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Spiritual Reflection First Sunday in Advent

Prepare the Way

“The voice of one crying out in the wilderness: ‘Prepare the way of the Lord, make his paths straight.” (Luke 3:4 NRSV)

The four Sundays in the Season of Advent have a common theme: the preparation of humankind to receive the Divine. Traditionally the first Sunday reminds us of the angel Gabriel’s visit to Mary and the announcement that Mary would conceive and bear a son. The second and third weeks feature John the Baptist filling the people with a sense of expectation. On the fourth Sunday, we hear of Mary meeting with her cousin Elizabeth, who is also pregnant with the child who will grow up to be John the Baptist.

The Gospel of Luke quotes from the prophet Isaiah a phrase that sums up the message of Advent: “Prepare the way of the Lord”. Preparation is about becoming ready, making space for something new, being receptive to what is to follow. So it is with preparing the way of the Lord. The coming of the Lord is a matter of grace, a gift freely bestowed. But if we haven’t prepared the way, cleared a space, made ourselves ready, how can that gift be received?

Where are we to prepare the way of the Lord? Where else but in our heart of hearts, at the very core of our being? The way of the Lord is to the centre of our being. All else flows from the Lord’s loving presence at the very centre of our lives. 

When are we to prepare the way of the Lord? What time do any of us have but the present moment? Now is the time to make ready the way of the Lord, to prepare our humanity to receive God’s divinity. 

How are we to prepare the way of the Lord? John the Baptist is clear on this point: we must repent for the “forgiveness of sins”. Surely our greatest sin is pride, placing ourselves ahead of others, and at the centre of our lives where the Lord alone should dwell.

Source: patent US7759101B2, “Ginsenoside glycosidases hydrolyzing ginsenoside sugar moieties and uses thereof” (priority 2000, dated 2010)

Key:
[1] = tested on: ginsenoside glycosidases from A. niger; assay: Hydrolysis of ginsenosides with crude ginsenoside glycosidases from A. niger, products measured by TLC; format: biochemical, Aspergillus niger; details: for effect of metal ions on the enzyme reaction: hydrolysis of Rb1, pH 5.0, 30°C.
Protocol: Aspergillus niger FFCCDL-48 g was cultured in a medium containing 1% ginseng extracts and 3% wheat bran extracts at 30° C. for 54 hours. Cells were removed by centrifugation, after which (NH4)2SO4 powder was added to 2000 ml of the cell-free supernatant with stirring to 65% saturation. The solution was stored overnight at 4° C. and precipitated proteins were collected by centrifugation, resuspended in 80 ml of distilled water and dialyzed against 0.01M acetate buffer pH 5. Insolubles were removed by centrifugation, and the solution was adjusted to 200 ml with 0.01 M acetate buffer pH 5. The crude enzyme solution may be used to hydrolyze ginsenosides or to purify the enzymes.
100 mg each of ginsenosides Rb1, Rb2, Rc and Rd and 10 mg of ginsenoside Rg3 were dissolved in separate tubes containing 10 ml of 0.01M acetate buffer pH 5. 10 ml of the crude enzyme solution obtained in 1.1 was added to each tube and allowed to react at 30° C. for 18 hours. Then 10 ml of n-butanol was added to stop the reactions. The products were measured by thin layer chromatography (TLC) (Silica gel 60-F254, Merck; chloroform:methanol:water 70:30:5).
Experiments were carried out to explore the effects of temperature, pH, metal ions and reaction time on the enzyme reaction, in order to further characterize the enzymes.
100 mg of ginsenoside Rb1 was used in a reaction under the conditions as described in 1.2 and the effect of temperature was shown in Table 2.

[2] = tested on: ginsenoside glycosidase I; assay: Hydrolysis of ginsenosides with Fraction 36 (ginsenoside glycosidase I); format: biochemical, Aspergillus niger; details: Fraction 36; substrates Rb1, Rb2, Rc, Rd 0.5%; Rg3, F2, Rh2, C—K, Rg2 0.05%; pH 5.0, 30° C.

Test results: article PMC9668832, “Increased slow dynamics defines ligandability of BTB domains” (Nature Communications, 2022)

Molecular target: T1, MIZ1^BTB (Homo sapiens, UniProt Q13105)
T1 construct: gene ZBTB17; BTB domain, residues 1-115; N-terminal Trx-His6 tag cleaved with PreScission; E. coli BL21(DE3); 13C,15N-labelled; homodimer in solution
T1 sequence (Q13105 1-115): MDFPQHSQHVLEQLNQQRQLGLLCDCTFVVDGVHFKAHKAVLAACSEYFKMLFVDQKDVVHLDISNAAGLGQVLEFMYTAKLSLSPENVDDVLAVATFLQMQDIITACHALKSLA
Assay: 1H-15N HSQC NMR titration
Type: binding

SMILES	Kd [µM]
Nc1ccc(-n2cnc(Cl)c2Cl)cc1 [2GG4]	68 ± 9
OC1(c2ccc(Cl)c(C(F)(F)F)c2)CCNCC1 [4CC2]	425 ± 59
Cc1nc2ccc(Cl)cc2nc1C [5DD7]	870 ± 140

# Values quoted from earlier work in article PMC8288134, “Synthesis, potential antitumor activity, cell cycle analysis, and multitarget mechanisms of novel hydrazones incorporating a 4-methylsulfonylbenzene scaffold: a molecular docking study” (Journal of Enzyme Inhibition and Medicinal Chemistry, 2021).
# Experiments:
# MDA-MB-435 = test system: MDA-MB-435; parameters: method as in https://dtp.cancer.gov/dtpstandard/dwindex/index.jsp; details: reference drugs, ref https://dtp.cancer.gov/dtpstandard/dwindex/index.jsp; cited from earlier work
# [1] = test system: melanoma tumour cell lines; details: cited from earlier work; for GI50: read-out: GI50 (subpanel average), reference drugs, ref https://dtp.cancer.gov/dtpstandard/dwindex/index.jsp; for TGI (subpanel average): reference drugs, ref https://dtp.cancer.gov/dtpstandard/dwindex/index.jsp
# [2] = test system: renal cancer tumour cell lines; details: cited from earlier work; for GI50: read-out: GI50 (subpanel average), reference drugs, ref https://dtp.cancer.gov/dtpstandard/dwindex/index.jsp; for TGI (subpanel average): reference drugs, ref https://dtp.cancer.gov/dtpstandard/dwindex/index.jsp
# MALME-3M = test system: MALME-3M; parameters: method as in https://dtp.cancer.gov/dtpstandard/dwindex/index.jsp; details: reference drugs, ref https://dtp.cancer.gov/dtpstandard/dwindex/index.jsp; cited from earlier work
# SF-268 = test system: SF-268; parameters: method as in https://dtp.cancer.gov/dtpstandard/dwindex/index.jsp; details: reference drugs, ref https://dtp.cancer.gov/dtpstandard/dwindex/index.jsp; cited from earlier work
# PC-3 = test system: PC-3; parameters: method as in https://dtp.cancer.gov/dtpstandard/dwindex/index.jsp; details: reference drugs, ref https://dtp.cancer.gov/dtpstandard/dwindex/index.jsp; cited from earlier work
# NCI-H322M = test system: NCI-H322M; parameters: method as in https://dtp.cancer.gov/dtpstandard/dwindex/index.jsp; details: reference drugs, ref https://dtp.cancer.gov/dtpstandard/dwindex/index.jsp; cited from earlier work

Why should we prepare the way of the Lord? Because the destiny of our eternal souls depends upon receiving through faith the saving grace of our Lord Jesus Christ. Jesus said, “I am the resurrection and the life. Those who believe in me, even though they die, will live, and everyone who lives and believes in me will never die.”

Advent is the most countercultural of the Christian seasons. While our fellow consumers become more frantic as they count down the shopping days to Christmas, our task is exactly the opposite. Ours is not to add more things to our lives, but to clear a space for what is truly needed; not to add to the clamour of our culture, but to be quiet and expectant. 

Advent is a time for us to step back from all our striving and lay down the exhausting struggles with which we have burdened ourselves for so long. Advent is a time for getting out of the way so the grace of God may flow freely into the depth of our souls, filling us with the ever-flowing Spirit, lifting us gracefully into the presence of God.

James J. Rawls, On The Way: 100 Reflections on the Journey of Faith (WestBow Press, 2018)


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